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Exact time was a little uncertain, the conditions being far
NOTES. from favourable. Possibly the spot may have effected its passage a little before this time, as from several views of
Dr. ARCHIBALD Geikie, F.R.S., has just received a diploma he following end of this object at about 4h. 3om., I con
of membership of the Kaiserlich Leopoldinisch-Carolinisch cluded my estimate might be a trifle late, but in any case Deutsche Akademie der Naturforscher, the oldest scientific the error would be small.
Society of Germany. Comparing the observation on November 26 with that recorded on May 21, it will be found that in the interval
Sir John LUBBOCK's name appears in the list of those who of 18864 days the red spot completed 456 rotations, and have received New Year's honours and appointments. He has that its mean period was gh. 55m. 40'155. This is nearly been made a member of the Privy Council. A baronetcy has identical with the rotation period I found for the same been conferred on William Scovell Savory, F.R.S., President object in 1888, when it was 9h. 55m. 40'245. (462 rotations), of the Royal College of Surgeons. and in 1887, when the figures were gh. 55m. 40*5s. It is evident from these several determinations that during the
The Paris municipality proposes to do honour to the memory last three oppositions the motion of the spot has been of Darwin by naming a new street after him. tery consistent and equable. There has been a slight
A COMMITTEE has been formed in Paris for the purpose of acceleration perhaps in velocity, inducing the rotation penod to become a little shorter, but the differences are preparing the way for the erection of a statue of the late M. 50 small that they may well be covered by the observa- Boussingault
. His scientific researches were of so much service tional errors which cannot be altogether eliminated from to industry, especially to agriculture, that the Committee ought work of this character, and particularly at a time when to have little difficulty in obtaining the necessary funds. the object observed is unfavourably placed. In any case the red spot has rotated with more celerity during the last record, is a great loss to geographical science. He died on
The death of Sir Henry Yule, which we regret to have to year or two than in 1886, when its mean period was min. 53114 4115., to which it had gradually increased from Monday, in his seventieth year. His masterpiece was his gh. zzm. 34.25. in 1879-80. These variations of motion splendid edition of the “Book of Ser Marco Polo”—a work may be regularly effected in a cycle, and it will be very to the permanent value of which he added largely by his important if future observations can determine the exact learned and luminous notes. period The white spots near the equator of Jupiter are still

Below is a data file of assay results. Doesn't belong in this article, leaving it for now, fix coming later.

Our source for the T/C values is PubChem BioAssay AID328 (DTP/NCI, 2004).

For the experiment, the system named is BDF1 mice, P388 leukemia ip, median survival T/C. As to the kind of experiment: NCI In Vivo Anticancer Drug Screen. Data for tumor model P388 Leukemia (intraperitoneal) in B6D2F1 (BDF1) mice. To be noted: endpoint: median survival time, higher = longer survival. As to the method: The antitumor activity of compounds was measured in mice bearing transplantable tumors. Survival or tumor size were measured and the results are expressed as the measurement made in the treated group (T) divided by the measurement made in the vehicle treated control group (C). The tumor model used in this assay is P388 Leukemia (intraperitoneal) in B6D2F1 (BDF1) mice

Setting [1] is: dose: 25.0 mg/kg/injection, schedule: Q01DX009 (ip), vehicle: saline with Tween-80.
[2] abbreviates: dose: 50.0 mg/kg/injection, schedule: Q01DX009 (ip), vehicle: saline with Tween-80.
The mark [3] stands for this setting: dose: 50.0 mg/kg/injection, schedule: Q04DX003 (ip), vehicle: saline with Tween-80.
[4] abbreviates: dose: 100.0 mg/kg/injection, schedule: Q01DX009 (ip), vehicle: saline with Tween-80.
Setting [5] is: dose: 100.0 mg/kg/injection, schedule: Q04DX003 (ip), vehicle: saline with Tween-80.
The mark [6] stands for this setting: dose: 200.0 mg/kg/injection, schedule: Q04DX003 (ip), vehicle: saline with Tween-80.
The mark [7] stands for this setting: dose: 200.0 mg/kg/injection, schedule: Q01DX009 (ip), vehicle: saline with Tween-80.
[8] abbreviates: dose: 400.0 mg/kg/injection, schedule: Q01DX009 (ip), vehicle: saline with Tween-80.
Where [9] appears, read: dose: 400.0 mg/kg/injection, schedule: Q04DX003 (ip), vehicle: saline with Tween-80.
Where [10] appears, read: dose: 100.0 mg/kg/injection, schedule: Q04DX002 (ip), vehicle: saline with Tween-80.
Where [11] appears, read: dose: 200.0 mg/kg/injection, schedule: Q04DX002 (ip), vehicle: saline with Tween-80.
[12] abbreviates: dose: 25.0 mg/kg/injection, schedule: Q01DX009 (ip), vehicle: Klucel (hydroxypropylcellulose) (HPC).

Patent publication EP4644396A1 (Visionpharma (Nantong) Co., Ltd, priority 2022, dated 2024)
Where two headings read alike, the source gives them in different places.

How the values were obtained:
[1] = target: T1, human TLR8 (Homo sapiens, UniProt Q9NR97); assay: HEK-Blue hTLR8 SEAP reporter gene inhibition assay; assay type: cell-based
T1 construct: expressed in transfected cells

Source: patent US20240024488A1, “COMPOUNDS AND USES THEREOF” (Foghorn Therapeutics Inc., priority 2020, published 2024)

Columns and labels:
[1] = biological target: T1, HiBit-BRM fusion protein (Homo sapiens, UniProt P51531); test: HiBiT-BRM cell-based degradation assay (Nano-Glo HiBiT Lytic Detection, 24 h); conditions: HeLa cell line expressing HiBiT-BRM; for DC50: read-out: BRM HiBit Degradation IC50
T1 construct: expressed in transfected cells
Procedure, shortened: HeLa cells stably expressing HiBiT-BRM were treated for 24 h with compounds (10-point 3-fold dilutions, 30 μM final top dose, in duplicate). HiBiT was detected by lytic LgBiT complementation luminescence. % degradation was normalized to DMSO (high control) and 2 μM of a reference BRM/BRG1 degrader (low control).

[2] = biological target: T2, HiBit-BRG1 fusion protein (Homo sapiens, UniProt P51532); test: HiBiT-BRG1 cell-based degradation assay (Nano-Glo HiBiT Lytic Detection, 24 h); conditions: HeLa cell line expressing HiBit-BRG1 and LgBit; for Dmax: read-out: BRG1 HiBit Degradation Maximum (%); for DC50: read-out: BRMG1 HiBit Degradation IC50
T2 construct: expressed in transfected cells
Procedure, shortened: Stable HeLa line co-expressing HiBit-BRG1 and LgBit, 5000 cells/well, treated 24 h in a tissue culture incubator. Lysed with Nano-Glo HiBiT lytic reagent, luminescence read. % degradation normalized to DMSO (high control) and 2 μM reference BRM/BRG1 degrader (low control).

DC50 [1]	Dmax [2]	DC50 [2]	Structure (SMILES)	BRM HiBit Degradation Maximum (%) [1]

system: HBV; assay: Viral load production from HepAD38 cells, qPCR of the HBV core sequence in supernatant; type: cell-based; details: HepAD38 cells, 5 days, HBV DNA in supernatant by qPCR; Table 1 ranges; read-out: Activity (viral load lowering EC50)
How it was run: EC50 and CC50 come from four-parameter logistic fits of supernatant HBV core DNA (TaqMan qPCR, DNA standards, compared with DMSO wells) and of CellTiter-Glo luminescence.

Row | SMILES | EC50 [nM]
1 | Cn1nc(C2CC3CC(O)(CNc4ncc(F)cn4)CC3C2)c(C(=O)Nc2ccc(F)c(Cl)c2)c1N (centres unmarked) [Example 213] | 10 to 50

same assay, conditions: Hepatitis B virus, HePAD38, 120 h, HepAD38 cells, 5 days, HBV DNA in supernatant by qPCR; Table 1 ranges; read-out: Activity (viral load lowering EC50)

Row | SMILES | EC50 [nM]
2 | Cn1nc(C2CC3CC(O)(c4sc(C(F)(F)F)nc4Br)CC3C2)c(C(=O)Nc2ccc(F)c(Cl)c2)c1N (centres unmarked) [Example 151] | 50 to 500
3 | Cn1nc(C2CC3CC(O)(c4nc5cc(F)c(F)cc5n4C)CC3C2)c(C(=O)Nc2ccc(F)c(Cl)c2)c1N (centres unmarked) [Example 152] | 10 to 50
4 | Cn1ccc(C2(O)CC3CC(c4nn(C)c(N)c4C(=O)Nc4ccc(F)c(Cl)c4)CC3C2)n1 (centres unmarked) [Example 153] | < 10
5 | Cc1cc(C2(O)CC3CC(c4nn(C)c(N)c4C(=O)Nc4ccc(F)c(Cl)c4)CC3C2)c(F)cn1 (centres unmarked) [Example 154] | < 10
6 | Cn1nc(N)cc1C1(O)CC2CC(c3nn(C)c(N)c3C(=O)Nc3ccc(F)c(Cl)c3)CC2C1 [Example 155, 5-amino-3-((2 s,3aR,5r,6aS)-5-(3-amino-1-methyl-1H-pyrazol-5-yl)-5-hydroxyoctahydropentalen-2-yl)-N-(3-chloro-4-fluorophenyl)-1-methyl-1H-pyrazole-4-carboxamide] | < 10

WE regret to announce the death, after an illness which lasted exccasionally visible, but it has not been feasible to secure some months, of M. Eugène Deslongchamps, of the Château views of them of a sufficiently exact nature to deduce Mathieu, Calvados. He was formerly Professor of Zoology and their rotations. In recent years the apparent velocity of Palæontology at the Faculty of Sciences at Caen, and a member these objects has been decreasing, for while in the autumn of the committee of the "Palæontologie Française.” He was the of 1880 their period was 9h. 50m. 6s., it was found, from son of the celebrated French paläontologist, Prof. Eudes-Deslongmany observations of similar markings by Mr. A. Stanley champs, and published several memoirs on the palæontological Williams, of Brighton, in 1887, that it had increased to fauna of Normandy, ranging from Brachiopoda to the Crocodilia. vb gom. 22°45. Since 1884 a number of white spots have been also du Cavaldos " and “ Les Brachiopodes des Terrains Jurassiques.”
His best known memoirs are the “Prodrome des Teléosauriens oluerved on the northern borders of the great northern equatorial belt
. The period of these is but very slightly GERMAN papers announce the death of Dr. Karl Edward less than that of the red spot. On September 12, I ob- Venus, an eminent entomologist, and founder of the Entomoserved one of these situated in a longitude not far pre- logical Society "Iris,” at Dresden. He died on December 13. cerling the west end of the red spot, and it appeared to have divided the equatorial belt with a vein of bright The Congress of Russian men of science and physicians is isterial. There was another object of the same kind now holding its eighth meeting. Work began on December 28, following the red spot, but in this case the continuity of and will go on until January 7. ae belt was not interrupted, the bright matter appearing 24 a slight indentation in its northern side. These mark The general meeting of the Association for the Improvement mas are shown in a drawing of Jupiter made by Mr. of Geometrical Teaching will be held in the Botanical Theatre, heder with the great Lick® refractor, power 315, on University College, London, on Friday, January 17. At the mornseptember 5 last, but they are not delineated in quite ing sitting (11 a.m.) the reports of the Council and the Commitike same characters as seen here. The drawing alluded tees will be read, the new officers will be elected, and various Lo is perlaps the best and the most replete with detail of candidates will be proposed for election as members of the Assoany I have ever seen of this planet, and it furnishes clear ciation. After an adjournment for luncheon at i p. m., members testimony that the defining properties of the 36-inch will reassemble for the afternoon sitting (2 p.m.), at which papers telescope are of the highest order.